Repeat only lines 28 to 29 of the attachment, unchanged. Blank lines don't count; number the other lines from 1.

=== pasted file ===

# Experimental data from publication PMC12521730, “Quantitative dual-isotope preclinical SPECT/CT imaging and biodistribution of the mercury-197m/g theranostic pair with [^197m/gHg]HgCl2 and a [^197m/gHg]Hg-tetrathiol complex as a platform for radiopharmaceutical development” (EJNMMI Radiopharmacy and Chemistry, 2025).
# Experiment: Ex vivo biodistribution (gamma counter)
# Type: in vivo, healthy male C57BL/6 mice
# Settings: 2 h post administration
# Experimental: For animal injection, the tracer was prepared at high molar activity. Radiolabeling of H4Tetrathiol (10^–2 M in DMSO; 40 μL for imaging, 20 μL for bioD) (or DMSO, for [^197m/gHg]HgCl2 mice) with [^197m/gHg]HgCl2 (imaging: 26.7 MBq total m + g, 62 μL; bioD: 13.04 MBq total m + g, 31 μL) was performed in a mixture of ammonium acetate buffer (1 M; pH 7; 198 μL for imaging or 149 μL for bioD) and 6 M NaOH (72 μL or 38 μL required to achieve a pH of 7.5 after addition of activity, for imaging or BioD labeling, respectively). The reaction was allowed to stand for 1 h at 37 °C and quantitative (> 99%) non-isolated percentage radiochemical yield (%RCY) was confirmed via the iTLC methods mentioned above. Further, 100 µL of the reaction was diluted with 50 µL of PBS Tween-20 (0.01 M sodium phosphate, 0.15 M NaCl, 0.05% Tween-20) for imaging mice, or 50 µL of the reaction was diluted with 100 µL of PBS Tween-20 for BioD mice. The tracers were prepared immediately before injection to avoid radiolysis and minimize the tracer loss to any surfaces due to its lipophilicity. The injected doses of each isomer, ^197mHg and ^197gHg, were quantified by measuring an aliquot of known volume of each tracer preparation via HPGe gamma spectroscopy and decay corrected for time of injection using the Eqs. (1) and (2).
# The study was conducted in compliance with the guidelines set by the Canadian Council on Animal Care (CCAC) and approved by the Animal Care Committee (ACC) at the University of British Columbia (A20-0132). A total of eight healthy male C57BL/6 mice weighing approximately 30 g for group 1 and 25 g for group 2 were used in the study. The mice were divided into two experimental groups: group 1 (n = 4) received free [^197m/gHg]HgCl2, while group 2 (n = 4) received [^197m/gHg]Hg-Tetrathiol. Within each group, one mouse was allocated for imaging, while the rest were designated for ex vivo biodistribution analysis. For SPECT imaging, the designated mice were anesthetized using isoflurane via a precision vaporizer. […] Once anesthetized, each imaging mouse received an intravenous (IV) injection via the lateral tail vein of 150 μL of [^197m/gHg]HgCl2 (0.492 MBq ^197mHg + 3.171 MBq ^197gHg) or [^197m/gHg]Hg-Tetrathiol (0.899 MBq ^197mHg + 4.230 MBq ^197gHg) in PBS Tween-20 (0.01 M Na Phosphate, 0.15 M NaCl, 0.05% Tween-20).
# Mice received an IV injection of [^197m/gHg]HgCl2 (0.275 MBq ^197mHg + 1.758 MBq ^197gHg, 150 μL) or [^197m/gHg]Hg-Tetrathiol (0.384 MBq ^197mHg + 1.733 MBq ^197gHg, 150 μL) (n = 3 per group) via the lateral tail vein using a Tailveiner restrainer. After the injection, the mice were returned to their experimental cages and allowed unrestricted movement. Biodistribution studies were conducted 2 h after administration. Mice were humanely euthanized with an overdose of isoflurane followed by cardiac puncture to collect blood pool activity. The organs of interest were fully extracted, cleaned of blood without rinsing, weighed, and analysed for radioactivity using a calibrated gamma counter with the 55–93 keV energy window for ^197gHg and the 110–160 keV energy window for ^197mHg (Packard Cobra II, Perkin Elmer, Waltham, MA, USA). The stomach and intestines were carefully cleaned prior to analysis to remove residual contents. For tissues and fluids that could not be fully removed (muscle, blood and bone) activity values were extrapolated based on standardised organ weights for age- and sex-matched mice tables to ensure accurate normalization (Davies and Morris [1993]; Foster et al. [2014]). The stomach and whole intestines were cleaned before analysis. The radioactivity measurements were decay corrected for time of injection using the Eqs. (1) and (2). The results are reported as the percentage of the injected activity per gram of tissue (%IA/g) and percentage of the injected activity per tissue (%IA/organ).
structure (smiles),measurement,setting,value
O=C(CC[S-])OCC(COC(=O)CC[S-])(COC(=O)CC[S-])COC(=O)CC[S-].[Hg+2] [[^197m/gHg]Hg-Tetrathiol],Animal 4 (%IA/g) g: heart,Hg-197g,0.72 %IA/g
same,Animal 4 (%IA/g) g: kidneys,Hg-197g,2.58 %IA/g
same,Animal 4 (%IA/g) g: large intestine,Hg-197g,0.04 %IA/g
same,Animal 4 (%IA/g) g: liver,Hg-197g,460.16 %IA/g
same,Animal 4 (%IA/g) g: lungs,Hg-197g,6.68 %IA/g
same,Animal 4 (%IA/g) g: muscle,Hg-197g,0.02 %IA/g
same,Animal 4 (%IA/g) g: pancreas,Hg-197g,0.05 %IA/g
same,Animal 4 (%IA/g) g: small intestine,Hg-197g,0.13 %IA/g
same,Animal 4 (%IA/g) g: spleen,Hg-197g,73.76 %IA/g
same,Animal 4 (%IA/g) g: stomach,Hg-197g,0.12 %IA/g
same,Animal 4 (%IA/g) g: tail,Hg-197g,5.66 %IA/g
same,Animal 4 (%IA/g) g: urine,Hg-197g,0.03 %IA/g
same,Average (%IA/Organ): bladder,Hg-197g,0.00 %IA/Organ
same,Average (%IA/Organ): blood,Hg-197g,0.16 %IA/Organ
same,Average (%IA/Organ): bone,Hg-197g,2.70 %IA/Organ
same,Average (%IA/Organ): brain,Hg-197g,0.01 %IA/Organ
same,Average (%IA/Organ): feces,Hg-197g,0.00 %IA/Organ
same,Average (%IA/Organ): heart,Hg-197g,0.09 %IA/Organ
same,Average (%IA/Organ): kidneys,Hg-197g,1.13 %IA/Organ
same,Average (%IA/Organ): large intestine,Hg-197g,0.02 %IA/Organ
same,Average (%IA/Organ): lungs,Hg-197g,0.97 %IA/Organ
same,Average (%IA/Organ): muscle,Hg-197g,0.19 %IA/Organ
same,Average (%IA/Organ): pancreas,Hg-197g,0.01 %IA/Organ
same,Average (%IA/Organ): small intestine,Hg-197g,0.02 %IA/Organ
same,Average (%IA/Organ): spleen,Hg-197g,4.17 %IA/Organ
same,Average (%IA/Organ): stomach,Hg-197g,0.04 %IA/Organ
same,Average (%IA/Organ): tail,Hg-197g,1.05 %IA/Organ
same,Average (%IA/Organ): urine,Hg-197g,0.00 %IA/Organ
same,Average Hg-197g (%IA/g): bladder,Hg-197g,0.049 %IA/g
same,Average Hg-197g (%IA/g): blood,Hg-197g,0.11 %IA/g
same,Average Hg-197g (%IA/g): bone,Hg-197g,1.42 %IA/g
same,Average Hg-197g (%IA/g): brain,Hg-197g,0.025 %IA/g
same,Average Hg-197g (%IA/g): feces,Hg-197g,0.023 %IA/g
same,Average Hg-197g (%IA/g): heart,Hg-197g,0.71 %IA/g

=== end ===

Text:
same,Average (%IA/Organ): large intestine,Hg-197g,0.02 %IA/Organ
same,Average (%IA/Organ): lungs,Hg-197g,0.97 %IA/Organ